Gross greenhouse gas emissions have fallen by almost 10% in Scotland – 25 March 2014
Scotland has continued to make good progress towards meeting ambitious targets to reduce greenhouse gas emissions, the Committee on Climate Change announced in its latest report.
Emissions in Scotland fell by 9.9% in 2011 – the latest year for which data is available – compared with 6.9% in the UK as a whole. In particular there were large reductions of over 20% in the power and residential sectors, and almost 15% reduction in the public sector in 2011. While much of this reduction was due to the weather, and a switch from coal fired electricity generation to nuclear and renewable sources, it also reflected good progress investing in renewable energy and energy efficiency.
Despite a reduction in emissions, Scotland narrowly missed the legislated annual target of 53.4 MtCO2e by around 0.8 MtCO2e. This is as a result of recent improvements to the method of calculating estimated emissions (Scottish greenhouse gas inventory) which resulted in an addition of 1.2 MtCO2e to 2011 emissions. It should not distract from the assessment of underlying progress reducing emissions.
To allow for the effect of this revision, the Committee suggests either that currently legislated targets should be revised, or additional opportunities for reducing emissions be found.
Progress has been good in some sectors, but meeting future targets remains very challenging, and will require further action:
- Renewable power. 2012 was a record year for adding renewable capacity to the power system, with 1 GW coming on to the system, compared to the previous record of 0.6 GW. However, sustained investment at a rate of 1.2 GW per year is required if the Scottish target for renewable generation is to be achieved.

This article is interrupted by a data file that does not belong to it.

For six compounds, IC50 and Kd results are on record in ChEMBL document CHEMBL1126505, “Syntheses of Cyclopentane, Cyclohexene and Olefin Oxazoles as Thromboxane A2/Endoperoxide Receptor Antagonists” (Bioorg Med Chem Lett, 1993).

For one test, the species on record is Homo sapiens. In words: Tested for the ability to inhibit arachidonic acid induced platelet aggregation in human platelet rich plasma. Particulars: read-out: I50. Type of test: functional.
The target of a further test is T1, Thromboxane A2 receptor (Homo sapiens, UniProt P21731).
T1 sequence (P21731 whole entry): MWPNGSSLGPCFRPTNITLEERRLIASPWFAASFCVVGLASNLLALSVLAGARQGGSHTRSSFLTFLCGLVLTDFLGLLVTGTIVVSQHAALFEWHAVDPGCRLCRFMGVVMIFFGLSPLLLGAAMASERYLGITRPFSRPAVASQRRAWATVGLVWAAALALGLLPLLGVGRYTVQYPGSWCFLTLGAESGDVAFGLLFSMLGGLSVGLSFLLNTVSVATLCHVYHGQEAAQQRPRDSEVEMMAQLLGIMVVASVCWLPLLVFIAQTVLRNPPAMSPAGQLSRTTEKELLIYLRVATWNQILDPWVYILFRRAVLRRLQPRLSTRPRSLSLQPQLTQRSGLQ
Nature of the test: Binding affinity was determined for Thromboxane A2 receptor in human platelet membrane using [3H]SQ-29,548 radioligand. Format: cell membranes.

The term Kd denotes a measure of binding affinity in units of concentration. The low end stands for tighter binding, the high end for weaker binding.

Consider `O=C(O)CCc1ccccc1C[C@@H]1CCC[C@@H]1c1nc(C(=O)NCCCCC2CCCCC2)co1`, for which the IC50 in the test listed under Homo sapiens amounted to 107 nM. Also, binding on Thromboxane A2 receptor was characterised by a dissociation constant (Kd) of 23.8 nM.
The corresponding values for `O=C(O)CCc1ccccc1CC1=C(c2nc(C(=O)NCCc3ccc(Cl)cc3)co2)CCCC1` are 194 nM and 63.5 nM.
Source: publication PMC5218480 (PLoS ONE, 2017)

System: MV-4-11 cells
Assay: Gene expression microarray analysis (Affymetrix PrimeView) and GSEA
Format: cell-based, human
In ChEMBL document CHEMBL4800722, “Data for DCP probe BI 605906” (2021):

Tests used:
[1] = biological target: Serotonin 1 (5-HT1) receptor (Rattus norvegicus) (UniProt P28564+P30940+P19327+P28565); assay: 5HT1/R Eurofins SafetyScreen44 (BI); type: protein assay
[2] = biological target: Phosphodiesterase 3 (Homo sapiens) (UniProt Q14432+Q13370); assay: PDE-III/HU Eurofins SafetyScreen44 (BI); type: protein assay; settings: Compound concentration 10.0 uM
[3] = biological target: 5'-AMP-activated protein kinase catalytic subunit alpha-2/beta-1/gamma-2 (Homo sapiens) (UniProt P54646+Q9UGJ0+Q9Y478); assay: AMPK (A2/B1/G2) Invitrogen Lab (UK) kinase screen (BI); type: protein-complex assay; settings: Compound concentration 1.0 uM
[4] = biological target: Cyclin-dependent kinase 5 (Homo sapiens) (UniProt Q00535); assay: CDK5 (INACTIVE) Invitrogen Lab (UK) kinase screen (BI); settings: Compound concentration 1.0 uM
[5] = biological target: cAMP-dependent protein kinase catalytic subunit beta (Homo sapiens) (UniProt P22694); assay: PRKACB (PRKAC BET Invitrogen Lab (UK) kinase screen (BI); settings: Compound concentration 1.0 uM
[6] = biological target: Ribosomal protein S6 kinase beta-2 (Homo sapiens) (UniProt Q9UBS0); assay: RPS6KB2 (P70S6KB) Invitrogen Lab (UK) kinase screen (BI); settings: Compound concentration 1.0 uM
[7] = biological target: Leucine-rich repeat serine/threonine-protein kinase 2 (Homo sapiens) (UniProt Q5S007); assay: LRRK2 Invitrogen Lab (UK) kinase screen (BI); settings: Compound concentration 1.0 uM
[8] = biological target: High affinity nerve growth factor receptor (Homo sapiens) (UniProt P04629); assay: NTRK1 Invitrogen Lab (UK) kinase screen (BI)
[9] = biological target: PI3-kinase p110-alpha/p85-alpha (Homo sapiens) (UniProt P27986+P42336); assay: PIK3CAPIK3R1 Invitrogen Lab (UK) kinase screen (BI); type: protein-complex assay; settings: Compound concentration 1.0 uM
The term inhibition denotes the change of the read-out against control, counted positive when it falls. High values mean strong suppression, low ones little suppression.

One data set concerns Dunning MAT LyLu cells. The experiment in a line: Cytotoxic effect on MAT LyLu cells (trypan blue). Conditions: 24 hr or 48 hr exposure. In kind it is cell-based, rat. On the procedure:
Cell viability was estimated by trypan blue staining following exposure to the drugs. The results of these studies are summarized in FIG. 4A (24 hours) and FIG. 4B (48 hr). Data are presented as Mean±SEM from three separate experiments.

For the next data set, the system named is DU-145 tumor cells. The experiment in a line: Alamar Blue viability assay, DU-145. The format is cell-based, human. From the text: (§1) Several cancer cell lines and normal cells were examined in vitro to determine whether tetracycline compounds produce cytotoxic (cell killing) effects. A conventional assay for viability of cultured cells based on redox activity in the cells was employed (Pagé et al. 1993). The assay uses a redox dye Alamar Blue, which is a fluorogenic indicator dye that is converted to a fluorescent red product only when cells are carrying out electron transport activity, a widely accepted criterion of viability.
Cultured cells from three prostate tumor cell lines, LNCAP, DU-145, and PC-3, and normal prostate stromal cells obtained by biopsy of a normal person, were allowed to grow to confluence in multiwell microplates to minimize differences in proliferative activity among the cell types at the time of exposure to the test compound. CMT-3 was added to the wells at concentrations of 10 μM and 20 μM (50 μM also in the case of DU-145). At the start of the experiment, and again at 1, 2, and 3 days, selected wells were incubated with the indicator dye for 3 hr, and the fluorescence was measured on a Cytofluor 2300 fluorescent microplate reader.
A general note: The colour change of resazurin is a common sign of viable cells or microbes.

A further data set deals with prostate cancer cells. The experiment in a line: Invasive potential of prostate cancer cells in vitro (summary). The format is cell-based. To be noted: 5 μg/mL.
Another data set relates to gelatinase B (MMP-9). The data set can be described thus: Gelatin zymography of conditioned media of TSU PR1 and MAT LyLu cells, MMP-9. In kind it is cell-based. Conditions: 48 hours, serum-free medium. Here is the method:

- Renewable heat. While there is a healthy project pipeline, this is insufficient to meet the 2020 renewable energy target. It will be important for Scotland to leverage funding provided under the Renewable Heat Incentive to support required investment.
- Residential energy efficiency. The move from Carbon Emissions Reduction Target (CERT) to the Energy Company Obligation (ECO) has led to a significant decline in installation of insulation measures in 2013. There is a need to leverage funding under ECO and to make continued progress on insulation. There may also be a need for the Scottish Government to increase levels of funding, given the recent reduction at the GB level.
- Surface transport. The electric vehicle market needs to be developed further through investment in charging infrastructure, and Scotland needs to consider next steps to build on Smarter Choices Smarter Places pilots.
- Land use and forestry. Pilot projects on new farming practice are promising and consideration should now be given to how these will be scaled up. The Scottish Government has announced additional funding to support peatland restoration for 2014/15 and 2015/16; it is important to decide now how this money will be spent to preserve significant carbon stocks in the peatlands. Higher planting rates will be required in order to achieve afforestation rate target of 10,000 hectares per year, planting rates were low in 2013 due to poor weather conditions.
David Kennedy, Chief Executive of the CCC said:
“There has been good progress in Scotland on reducing emissions in key sectors of the economy, notably through investment in renewable energy and energy efficiency. This should not be obscured by the fact that emissions in 2011 were above the level targeted because of a change to the accounting methodology. But much remains to be done in terms of policy development and implementation to achieve very challenging future targets, and to unlock the benefits for Scotland of building a low-carbon economy.”
Overall, despite the first two legislated targets being missed, underlying progress appears on track in most sectors. However, challenges remain to achieve the stretching targets set out by the Scottish Government.
These findings are from the Committee on Climate Change’s third progress report to the Scottish government, as requested under the Climate Change (Scotland) Act (2009).